Instead, Clinton spoke about the need for federal workers to stick it out in their jobs, even if they feel like they are working for a government that doesn't care about them.

"I hope that we can maintain a core of experienced public servants in our government because at some point they're going to need you, and the country is going to need you," she said. "And I hope you're still there."

It's the kind of rhetoric that strikes a chord in the nation's capital, a city whose primary industry — jobs associated with government — has been threatened by the current administration.

"Sometimes it feels like my family members who voted for Trump are against me, my country is against me and my administration is against me," a bureaucrat with the Environmental Protection Agency who declined to be identified said after leaving the theater. "It was nice to be around someone who made it known that she cares. I ugly-cried through plenty of it."


“We’re not going to go anywhere,” Clinton told the packed house. “We’re still fighting and still moving.” (Melina Mara/The Washington Post)

"That's crazy!" the young woman said, turning to her friends and quickly whipping around back to the bar. "We'll take four."

(Later, Clinton was asked on stage whether she preferred drinking vodka or chardonnay. "It depends on how much time I have," she replied.)

Yet the evening felt like a better-days celebration. During his introduction of Clinton, Politics and Prose co-owner Bradley Graham noted that former staffers from Clinton's failed presidential campaign were in the audience — her director of communications, Jennifer Palmieri, and her press secretary, Brian Fallon, were among those spotted — and the crowd went wild cheering for them.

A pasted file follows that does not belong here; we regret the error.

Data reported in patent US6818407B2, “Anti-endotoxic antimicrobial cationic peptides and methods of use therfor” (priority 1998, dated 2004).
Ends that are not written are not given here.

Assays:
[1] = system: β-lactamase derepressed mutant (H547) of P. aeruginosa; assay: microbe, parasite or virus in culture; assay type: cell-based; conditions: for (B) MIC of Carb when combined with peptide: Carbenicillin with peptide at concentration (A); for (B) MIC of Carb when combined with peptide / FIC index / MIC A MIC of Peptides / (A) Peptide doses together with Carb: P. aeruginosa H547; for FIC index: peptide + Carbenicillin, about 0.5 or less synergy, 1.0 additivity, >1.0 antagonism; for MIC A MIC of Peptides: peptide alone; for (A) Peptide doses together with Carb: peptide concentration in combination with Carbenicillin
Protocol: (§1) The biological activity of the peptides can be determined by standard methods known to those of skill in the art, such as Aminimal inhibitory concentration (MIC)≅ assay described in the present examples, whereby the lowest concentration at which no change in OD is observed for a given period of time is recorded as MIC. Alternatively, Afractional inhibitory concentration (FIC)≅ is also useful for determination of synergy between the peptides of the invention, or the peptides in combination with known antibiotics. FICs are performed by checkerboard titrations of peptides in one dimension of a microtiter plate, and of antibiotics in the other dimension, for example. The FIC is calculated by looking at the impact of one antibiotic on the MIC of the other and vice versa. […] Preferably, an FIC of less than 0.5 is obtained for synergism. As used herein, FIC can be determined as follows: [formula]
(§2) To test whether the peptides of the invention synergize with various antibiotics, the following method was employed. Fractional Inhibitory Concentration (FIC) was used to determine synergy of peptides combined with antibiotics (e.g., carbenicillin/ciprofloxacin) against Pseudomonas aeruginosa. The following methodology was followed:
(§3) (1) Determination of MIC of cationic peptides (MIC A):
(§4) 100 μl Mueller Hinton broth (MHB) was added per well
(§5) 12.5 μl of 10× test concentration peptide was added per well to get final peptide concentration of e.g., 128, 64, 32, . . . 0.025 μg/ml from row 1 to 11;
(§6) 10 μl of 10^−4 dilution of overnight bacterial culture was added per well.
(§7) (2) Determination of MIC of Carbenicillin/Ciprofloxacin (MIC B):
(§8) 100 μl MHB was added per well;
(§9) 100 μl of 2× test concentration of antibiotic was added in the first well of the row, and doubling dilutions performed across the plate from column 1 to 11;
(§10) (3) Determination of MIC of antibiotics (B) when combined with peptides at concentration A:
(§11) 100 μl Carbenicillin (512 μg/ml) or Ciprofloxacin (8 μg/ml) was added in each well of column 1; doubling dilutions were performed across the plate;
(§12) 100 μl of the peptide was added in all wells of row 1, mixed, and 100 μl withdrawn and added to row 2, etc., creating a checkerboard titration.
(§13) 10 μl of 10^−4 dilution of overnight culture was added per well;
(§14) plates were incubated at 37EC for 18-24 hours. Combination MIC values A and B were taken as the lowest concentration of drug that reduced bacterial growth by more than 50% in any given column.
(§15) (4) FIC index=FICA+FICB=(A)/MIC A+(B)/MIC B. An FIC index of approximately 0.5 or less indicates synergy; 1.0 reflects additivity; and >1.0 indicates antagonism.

Still, it's not only the region's Democrats who are seeing Clinton through rosé-colored glasses. In Washington, even some of the most hardened Republicans find themselves missing their former foe.

Staffers for America Rising, a conservative research organization that worked against her election last year, had designs on attending the book event. Not for work, really. Just for fun.

"The HRC obsession around here won't go away anytime soon," said Jeremy Adler, a spokesman for America Rising Squared, a related organization. "She's still missed, and 'Fight Song' is still the most popular song played at our parties."

Alas, Rising staffers soon found that the event was sold out, and tickets on the secondary market were out of reach, thanks to demand from people such as Clinton superfan Bang Warren.

At the end of the night Clinton left the stage to more thunderous applause. The crowd filed outside to collect copies of their books, and pose for pictures kissing its cover.

"I didn't get a selfie," Warren said as she exited the theater. "But I did get to shake her hand. I got to touch my hero. It was totally worth it."

An earlier version of this story incorrectly reported that Lissa Muscatine had pointed out the Hillary Clinton campaign staffers in the audience. It was Bradley Graham who said that, in his introduction of Clinton.